How to Use an iPhone Headphone Jack as Audio Output

by Avery Martin

The iPhone's headphone jack works like any other audio output line, and doubles as an audio input and output line. Connect any 3.5mm audio cable to send audio from your iPhone to a set of external speakers, an audio card or a Digital Audio Workstation, or DAW, such as Apple's GarageBand or Logic Studio application. The GarageBand iOS app enables support for mobile editing and recording with your iPhone. For high-quality audio output, consider getting external-powered audio devices to reduce interference and signal loss from your iPhone's audio output.

1

Connect the 3.5mm cable to the headphone jack on your iPhone. If necessary, attach an adapter or audio splitter to allow your audio output device to connect with your iPhone jack.

2

Connect the other end of the audio cable to your audio output device. This allows your iPhone to send audio to your DAW, speakers or audio card. To connect to a computer, you need an audio cable with a 3.5mm male jack on each end -- one end goes in the iPhone headphone jack, the other end goes in the computer's audio input jack.

3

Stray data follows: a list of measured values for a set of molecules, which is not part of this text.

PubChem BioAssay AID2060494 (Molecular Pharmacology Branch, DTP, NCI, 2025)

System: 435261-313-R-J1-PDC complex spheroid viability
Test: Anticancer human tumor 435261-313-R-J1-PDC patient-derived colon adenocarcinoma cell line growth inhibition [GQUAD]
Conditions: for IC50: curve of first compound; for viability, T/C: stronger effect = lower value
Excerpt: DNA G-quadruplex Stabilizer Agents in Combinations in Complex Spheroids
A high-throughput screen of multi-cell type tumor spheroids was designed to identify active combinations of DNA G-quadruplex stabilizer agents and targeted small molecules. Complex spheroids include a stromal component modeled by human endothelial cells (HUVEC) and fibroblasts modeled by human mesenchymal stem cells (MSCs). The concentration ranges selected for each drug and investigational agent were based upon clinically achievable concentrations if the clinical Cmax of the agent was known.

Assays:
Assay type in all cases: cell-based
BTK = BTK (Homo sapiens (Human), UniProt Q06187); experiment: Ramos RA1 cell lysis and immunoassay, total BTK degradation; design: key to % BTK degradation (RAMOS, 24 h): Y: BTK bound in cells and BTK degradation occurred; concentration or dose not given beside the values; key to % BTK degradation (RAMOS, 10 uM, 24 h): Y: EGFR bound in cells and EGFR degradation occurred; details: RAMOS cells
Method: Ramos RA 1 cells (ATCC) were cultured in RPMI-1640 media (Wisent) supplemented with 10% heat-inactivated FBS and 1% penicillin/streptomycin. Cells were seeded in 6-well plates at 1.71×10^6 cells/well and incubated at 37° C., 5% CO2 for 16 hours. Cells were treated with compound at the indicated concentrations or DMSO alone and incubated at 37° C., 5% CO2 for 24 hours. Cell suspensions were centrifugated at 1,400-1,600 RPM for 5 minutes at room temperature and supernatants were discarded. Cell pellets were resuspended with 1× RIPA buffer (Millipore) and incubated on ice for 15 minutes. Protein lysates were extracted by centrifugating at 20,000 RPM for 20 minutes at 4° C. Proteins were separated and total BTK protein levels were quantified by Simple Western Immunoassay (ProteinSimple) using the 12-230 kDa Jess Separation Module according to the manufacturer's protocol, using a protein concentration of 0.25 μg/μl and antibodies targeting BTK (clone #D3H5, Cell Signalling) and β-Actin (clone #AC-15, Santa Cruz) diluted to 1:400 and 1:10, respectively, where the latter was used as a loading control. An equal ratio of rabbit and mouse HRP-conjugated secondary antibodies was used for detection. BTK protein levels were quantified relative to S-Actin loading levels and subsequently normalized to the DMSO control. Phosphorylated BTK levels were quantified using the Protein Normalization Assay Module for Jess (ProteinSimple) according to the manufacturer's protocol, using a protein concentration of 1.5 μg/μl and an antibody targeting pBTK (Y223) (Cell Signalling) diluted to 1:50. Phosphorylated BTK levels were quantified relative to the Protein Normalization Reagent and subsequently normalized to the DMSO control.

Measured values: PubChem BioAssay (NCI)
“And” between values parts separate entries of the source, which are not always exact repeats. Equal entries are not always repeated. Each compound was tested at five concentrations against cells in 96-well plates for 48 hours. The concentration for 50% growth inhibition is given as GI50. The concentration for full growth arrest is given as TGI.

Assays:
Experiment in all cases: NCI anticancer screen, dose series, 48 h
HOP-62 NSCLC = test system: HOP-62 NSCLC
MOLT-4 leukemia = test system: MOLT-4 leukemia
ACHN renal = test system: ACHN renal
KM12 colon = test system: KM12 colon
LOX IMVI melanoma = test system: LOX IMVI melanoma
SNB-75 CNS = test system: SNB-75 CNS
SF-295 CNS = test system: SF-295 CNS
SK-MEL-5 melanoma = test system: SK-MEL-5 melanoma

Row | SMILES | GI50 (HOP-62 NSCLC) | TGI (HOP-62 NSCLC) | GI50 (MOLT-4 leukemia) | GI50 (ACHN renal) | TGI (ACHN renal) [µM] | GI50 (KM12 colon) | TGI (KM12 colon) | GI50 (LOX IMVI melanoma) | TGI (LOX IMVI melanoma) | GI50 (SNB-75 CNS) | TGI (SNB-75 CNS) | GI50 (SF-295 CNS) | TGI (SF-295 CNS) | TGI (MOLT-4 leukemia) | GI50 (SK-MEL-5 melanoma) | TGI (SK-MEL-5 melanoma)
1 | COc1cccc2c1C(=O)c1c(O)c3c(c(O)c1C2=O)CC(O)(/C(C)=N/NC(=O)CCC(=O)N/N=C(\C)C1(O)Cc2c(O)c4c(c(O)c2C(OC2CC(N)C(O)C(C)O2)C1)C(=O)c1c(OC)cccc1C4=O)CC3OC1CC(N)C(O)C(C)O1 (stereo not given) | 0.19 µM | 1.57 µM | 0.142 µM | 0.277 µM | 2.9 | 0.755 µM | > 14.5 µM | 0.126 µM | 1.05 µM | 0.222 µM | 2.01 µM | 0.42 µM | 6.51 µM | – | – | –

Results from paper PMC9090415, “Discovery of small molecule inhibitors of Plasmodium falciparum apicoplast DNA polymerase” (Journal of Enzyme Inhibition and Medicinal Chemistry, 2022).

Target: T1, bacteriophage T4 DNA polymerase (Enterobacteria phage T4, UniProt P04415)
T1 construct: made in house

Plug your external audio device into a power source, if supported. If your audio output device doesn't have its own power source, connect your iPhone to the wall outlet using the USB connector cable that came with your iPhone. This helps provide additional power to the iPhone, and may reduce any static or interference that occurs when using high-end audio output devices.

Tip

  • Determine the type of external audio device adapter or splitter you need before attempting to connect your audio output to the iPhone. High-quality speakers generally use RCA input jacks to receive audio requiring a 3.5mm-to-RCA audio adapter. You may also need an additional audio splitter if you plan to send audio to dual stereo channels, which are common on most Left and Right designated speakers.

Warnings

  • Each time you split the signal or add a splitter to your audio chain, you reduce the signal quality by a proportional amount. Aim to use only one splitter or adapter to minimize signal loss.
  • Information in this article applies to iPhone 4 and 5 running iOS 6. It may vary slightly or significantly with other versions or products.

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About the Author

Avery Martin holds a Bachelor of Music in opera performance and a Bachelor of Arts in East Asian studies. As a professional writer, she has written for Education.com, Samsung and IBM. Martin contributed English translations for a collection of Japanese poems by Misuzu Kaneko. She has worked as an educator in Japan, and she runs a private voice studio out of her home. She writes about education, music and travel.

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